Why is Enterprise Architecture failing?


First of all I am not talking about the chief architect, application architect, solution architect or technical architects. These are well-defined roles that have specific deliverables and have been in existence for many, many years. The EA however is a relatively new animal.

Here’s one definition I found…

“The Enterprise Architect ensures alignment between the business and IT strategies, operating model, guiding principles, and the software development projects and service delivery. By taking a global, enterprise-wide, perspective across all the business services, business processes, information, applications and technology, the EA ensures the enterprise goals and objectives are addressed in a holistic way across all the application development projects and their deployment into production.”

or perhaps Gartner’s will define it better


or perhaps not.

The joke is now old. “What is the difference between an Enterprise Architect and a Janitor? If a janitor stops working for  a month, someone will notice…” and unfortunately true sometimes. If we asked Gartner, here is what they would tell you.

The 10 EA pitfalls identified by Gartner are:

  • Insufficient stakeholder understanding and support
  • Not engaging the businesspeople
  • Doing only technical domain-level architecture
  • Doing current-state EA first
  • The EA group does most of the architecting
  • Not measuring and not communicating the impact
  • Architecting the ‘boxes’ only
  • Not establishing effective EA governance early
  •  Not spending enough time on communications
  • The wrong person in the job.

If you have worked for an IT vendor, you will recognize the following personality. The high-strung, AAA golf-club swinging, Porsche-driving, Rolex-wearing person that makes sales quota every single year. Good for them. One of them I met in the early 1990’s left the computer industry and went on to form an ISO 9000 training company. Completely perplexed I asked “Jimmy.. what do you know about ISO 9000?” The answer, “Not a damn thing… but that’s where the big money is!”  He saw coming trend, caught the wave and without a shred of knowledge sold-out training courses on the crush to become ISO 9000 certified because everyone knew that you couldn’t be in business without it… (hmmm)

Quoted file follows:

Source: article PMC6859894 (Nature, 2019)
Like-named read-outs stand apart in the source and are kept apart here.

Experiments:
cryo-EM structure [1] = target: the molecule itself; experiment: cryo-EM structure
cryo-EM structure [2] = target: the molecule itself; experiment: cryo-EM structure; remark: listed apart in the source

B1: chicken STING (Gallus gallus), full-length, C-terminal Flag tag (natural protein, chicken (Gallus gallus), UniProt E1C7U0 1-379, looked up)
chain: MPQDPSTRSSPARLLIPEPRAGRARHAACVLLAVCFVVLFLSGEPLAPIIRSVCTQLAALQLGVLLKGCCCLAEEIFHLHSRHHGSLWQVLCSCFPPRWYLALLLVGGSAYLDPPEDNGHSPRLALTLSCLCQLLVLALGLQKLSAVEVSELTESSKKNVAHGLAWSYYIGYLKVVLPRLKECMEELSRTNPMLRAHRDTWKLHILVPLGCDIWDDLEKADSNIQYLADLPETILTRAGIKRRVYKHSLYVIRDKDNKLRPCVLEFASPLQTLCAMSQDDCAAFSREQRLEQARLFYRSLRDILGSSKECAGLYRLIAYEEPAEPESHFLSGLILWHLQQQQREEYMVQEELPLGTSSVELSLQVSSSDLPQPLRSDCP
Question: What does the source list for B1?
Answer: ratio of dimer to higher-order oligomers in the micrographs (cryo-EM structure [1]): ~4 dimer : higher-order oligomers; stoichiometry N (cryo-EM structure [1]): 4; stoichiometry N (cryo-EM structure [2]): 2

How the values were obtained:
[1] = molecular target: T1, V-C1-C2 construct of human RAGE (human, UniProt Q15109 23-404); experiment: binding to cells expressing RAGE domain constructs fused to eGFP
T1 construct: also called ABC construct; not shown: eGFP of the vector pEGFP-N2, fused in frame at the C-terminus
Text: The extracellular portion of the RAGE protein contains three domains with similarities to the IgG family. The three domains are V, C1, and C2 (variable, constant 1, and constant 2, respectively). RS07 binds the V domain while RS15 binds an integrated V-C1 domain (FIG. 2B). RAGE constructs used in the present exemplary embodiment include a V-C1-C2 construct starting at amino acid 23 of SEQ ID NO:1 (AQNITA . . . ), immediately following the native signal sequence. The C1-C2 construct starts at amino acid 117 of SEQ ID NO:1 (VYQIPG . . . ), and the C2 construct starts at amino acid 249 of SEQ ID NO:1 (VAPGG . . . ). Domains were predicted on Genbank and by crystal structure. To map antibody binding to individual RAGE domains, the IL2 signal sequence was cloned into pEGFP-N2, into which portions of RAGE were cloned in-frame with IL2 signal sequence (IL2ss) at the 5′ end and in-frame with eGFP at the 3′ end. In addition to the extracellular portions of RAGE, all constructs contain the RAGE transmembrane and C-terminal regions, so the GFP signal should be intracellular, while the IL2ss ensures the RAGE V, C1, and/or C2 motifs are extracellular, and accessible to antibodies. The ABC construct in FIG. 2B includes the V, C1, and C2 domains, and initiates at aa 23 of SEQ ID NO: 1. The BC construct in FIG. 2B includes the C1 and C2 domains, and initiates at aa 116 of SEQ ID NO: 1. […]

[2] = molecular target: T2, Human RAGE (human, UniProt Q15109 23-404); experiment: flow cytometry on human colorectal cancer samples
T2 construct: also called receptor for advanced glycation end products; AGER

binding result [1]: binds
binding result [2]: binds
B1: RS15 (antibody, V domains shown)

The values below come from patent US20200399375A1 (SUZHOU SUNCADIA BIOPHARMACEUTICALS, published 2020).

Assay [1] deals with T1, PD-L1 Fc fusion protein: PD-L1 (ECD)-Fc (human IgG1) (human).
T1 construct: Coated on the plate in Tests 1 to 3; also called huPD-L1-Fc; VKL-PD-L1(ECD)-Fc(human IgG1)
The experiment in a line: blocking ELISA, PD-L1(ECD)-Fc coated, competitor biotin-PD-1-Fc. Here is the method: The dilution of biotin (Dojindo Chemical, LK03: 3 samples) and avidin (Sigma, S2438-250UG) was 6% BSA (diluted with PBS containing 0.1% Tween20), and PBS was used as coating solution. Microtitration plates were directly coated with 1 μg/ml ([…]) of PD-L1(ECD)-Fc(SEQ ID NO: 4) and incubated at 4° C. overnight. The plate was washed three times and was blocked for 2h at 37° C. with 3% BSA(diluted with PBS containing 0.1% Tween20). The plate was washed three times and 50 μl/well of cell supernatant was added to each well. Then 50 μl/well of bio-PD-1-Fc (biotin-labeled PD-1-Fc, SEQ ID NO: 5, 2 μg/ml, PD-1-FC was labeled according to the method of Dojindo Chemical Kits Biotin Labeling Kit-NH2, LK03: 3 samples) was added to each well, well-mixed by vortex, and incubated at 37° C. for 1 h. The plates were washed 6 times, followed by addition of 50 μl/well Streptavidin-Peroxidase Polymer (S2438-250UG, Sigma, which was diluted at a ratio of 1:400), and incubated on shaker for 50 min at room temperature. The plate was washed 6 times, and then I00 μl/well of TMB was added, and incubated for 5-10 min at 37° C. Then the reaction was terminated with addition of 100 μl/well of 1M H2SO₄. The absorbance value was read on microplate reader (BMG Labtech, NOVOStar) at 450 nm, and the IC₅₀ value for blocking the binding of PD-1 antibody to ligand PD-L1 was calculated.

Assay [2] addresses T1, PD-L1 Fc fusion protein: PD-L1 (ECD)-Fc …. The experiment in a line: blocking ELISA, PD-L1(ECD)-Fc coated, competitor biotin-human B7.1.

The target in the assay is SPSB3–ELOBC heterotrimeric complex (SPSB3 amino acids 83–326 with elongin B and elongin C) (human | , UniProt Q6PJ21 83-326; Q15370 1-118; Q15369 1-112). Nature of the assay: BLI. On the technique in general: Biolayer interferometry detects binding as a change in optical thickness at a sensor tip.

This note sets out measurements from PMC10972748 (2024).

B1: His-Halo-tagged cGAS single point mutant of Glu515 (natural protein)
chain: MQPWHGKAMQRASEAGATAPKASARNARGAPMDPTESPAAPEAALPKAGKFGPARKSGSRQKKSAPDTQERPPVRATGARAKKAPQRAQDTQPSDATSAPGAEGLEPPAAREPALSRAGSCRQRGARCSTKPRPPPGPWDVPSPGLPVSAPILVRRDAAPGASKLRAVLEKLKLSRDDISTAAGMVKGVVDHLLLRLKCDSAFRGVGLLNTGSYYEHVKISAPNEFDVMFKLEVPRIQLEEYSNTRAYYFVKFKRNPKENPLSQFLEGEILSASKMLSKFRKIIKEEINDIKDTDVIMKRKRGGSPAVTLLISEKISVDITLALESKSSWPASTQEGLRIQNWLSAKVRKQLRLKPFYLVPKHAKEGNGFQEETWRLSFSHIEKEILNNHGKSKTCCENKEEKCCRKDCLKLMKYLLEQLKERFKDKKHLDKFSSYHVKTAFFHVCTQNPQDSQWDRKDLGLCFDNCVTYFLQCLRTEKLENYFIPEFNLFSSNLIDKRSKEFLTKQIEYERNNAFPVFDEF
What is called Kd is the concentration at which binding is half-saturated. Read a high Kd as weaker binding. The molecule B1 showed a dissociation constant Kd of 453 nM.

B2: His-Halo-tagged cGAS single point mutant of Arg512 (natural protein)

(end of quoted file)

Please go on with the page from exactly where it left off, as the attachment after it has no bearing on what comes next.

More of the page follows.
Today I believe EA’s are a bit like ISO 9000 certification. Gartner tells people they should have one, so without even being able to define what it is, they place an advertisement for a TOGAF certified architect. 12 months later, they have some diagrams that few understand and no one can execute against. Then they hire another one …

My list of why EA is failing shortens from Gartner’s 10 to 2.

  • The wrong person
  • No Value Realization Plan before the role is even hired

I have seen 3 types of EA’s in my travels.

  • EA’s that know the business, know technology and have enough technical expertise to know the difference between a dream and a plan
  • EA’s that know the business, but lack core IT skills but have taken and passed a 4-day TOGAF course.
  • EA’s that have core IT skill, little business knowledge but lack the “Big Picture” and soft skills (and have likely taken and passed the same 4-day TOGAF course)

In my opinion only the person with both business (domain specific) and technical knowledge with enough true IT experience to know that there is difference between nice diagrams on a page and actual pragmatic implementation is a viable EA.  The right person will also not let the other 9 items on Gartner’s pitfall list happen.

Just as big a problem as hiring the wrong person is not knowing explicitly what value you expect from the investment.

If EA is done well.

  • Your IT operational and maintenance costs will decline $
  • Your business will be more productive $
  • Your business will be more agile and able to respond quickly to change $
  • You will make better decisions with better information $
  • You will be able to show direct value from IT investments for revenue enhancement or cost reduction $
  • IT will spend less time on maintaining systems and more time producing new capabilities and innovating competitive advantage $
  • IT will become a weapon not a cost center for your business $

Missing from this list are platitudes like “better alignment with business strategy”. While necessary, it is not a monetizable value statement.

If the EA and EA program are established to drive specific value to the enterprise with hard numbers, then there is less tolerance for deliverables with nice diagrams that are improbable to implement. Only by hiring the right person and before hiring, setting the value expectations of the program, can the EA program deliver true success.

Do this and you will definitely notice to your detriment if the Enterprise Architect took a month off.

Where’s Jimmy now? Probably selling TOGAF courses….

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2 Responses to Why is Enterprise Architecture failing?

  1. Paul Preiss says:

    Ian, we at Iasa, have found similar evidence in the market that while EA can be a strategic role it is only so when a) it is built on a solid foundation in IT capability, b) the individual comes from a deep background in architecture practice, and c) the role is fully aligned with the other architect roles.

  2. Patrick Bodard says:

    I fully agree not that I have been myself an EA

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